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Sudan’s first civil war began between Northern and Southern Sudan, a year before the country gained independence in 1956. It lasted seventeen years, followed by a brief hiatus followed again only by more conflict and brutal warfare, as well as droughts and famine.
Years of economic, political and social conflict, constant war, rooted in the North and South divides, and natural disasters throughout the country have resulted in the death of millions and have left over 4 million people internally displaced.
The most recent civil war in Sudan broke out in 2003. As a result of this, a further 1.4 million people were displaced, with a large number of people fleeing to Uganda, Ethiopia, Kenya and the Central African Republic. About 200,000 refugees fled to Eastern Chad and were forced to live in camps, dependant on food aid from international donors.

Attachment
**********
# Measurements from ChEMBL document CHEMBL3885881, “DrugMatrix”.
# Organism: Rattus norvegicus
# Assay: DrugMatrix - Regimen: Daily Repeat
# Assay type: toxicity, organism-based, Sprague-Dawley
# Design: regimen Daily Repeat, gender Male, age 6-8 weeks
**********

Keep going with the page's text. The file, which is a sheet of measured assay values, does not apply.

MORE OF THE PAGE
Muslim Aid’s Sudan field office was set up in 1991 in response to the strategic need and to enable the continuation of effective aid work in the country.
The office is based in Khartoum and currently has 16 members of office staff, and 47 field officers.
Within the last couple of years Muslim Aid Sudan's Field office has implemented various projects under the area of Emergency Relief and Rehabilitation, Education, Health care, Economic Empowerment, WASH and Rainbow Family.